New York Sun: The Justice Department is urging a federal court to go easy on Iran in a legal dispute in which terrorism victims are attempting to seize valuable Iranian antiquities held by American research institutions. The New York Sun
By JOSH GERSTEIN
Staff Reporter of the Sun
The Justice Department is urging a federal court to go easy on Iran in a legal dispute in which terrorism victims are attempting to seize valuable Iranian antiquities held by American research institutions.
“This court should exercise circumspection in light of the potential foreign policy implications of requiring broad discovery of a foreign sovereign,” a Justice Department lawyer, Rupa Bhattacharyya, wrote in a “Statement of Interest” filed in federal court in Chicago last week. The attorney urged the court to limit the terrorism victims’ ability to gather information about the antiquities because Iran is entitled to be treated with “grace and comity” in American legal proceedings.
“They’re certainly not offering anything to help the victims,” the lawyer pressing to seize the Iranian artifacts, David Strachman, complained in an interview. “Nominally at least, this helps Iran. That’s the irony of the situation.”
At issue are thousands of antiquities held by the University of Chicago and the Field Museum of National History. The archaeological finds include tablets excavated from Persepolis in the 1930s.
Mr. Strachman moved to seize the artifacts on behalf of four Americans and one veteran of the American military who were injured in a triple-suicide bombing on Jerusalem’s Ben Yehuda Street in 1997. At least five people died and more than 200 were wounded in the attack.
Hamas claimed responsibility for the bombing, but, according to Mr. Strachman, those who trained the bombers received their instruction in terrorism techniques from Iranian operatives in Lebanon. In 2003, after Iran failed to respond to a lawsuit over the bombing, a federal court in Rhode Island issued a default judgment against Tehran for $71 million in compensatory damages and $180 million in punitive damages.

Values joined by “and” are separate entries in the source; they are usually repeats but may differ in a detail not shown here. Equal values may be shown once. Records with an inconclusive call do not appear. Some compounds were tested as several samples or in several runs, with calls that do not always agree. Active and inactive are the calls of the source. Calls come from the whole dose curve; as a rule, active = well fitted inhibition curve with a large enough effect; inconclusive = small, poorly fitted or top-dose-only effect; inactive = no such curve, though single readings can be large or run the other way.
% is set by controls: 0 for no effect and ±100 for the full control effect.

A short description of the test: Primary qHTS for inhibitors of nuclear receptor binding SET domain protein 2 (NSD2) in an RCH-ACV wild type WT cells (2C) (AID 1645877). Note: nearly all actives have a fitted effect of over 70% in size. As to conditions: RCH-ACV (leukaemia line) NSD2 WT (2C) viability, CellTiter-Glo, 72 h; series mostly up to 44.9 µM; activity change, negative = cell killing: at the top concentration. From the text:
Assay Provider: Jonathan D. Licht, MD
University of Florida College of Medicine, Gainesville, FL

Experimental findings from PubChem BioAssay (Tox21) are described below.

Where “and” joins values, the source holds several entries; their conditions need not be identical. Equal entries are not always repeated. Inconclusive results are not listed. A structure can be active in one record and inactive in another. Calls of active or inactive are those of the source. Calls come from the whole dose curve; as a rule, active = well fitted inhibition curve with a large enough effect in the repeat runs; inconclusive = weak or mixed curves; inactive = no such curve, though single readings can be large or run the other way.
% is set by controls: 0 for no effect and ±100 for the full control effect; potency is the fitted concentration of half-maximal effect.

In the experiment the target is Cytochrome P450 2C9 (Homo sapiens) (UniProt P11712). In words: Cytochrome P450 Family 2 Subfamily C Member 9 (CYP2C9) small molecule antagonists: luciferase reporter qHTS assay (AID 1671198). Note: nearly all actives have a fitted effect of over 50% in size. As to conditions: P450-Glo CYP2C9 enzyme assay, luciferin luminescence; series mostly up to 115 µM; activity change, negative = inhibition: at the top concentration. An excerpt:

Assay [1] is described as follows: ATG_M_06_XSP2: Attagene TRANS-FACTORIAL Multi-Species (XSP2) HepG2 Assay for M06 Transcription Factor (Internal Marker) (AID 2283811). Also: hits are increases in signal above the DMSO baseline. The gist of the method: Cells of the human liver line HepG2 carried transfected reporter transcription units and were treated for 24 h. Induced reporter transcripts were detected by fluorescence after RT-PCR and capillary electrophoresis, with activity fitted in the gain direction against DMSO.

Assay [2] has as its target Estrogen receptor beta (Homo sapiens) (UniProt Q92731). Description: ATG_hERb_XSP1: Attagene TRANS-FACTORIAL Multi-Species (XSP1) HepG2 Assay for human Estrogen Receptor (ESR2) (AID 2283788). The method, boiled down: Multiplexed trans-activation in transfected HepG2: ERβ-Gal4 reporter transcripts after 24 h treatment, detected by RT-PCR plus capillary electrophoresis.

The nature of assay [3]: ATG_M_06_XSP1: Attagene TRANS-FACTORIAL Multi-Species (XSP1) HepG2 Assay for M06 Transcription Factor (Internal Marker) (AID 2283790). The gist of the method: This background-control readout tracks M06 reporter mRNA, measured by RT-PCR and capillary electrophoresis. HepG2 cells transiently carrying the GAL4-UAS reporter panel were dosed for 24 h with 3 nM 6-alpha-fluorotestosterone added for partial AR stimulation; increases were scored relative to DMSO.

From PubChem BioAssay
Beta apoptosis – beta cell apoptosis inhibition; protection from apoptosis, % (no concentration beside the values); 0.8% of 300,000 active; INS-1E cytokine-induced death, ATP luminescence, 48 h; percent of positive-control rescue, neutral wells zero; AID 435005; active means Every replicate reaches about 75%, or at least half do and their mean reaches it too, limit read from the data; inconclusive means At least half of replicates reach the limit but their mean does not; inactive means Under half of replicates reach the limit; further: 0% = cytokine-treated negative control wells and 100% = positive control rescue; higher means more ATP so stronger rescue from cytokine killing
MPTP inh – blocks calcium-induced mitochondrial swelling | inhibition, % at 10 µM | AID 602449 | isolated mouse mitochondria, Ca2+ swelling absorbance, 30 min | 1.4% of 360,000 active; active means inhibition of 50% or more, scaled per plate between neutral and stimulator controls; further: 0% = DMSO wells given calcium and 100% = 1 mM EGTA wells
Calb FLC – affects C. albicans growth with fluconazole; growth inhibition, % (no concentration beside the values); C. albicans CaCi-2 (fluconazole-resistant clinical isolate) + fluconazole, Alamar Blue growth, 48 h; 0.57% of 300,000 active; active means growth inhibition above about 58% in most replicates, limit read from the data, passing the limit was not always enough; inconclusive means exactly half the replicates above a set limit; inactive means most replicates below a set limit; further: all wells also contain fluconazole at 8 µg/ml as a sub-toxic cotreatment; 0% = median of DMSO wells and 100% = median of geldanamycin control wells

Mr. Strachman then moved to seize the Iranian collections in Chicago, citing a 2002 statute that allows terrorism victims to fulfill court judgments by claiming the “blocked assets” of terrorist entities. Iran initially refused to respond to the claim, but hired an American lawyer to fight the seizure after a federal judge ruled that the university and the museum could not argue on Iran’s behalf.
Iranian officials have denounced the court proceedings an assault on Iran’s cultural heritage.
At several key junctures in the case, the Justice Department has weighed in to oppose the victims’ efforts to seize the items.
“Congress said, ‘Go do this.’ We do it and now the [executive”> branch stands in the way,” Mr. Strachman said.
American officials have said they were not favoring Iran, but simply wanted to make sure the court correctly applied complex laws on the subject of seizing a foreign government’s assets. In last week’s pleading, Mr. Bhattacharyya also argued that the way American courts treat Iran could affect how American interests are treated in courts overseas.
The main issue in the case at the moment is determining the provenance, or chain of ownership, of the artifacts. The terrorism victims are seeking information from the university, the museum, and the Iranian government about how the antiquities were obtained by the American institutions.
In a bizarre twist, the Iranians may be in a better position legally if they can show that they have no ownership interest in the artifacts. That would permit the university and the museum to return items to Iran, essentially as gifts, which would be a difficult transaction for the victims to block.
However, if the items are Iranian property being maintained or restored by the American institutions, Mr. Strachman believes he has a strong claim to seize them. He also argues that where no provenance can be established, the artifacts should be deemed to have been stolen from Iran, and therefore subject to seizure by his clients.
“If they don’t have provenance on it then it belongs to Iran,” the lawyer said. “It didn’t come from the University of Chicago’s back field.”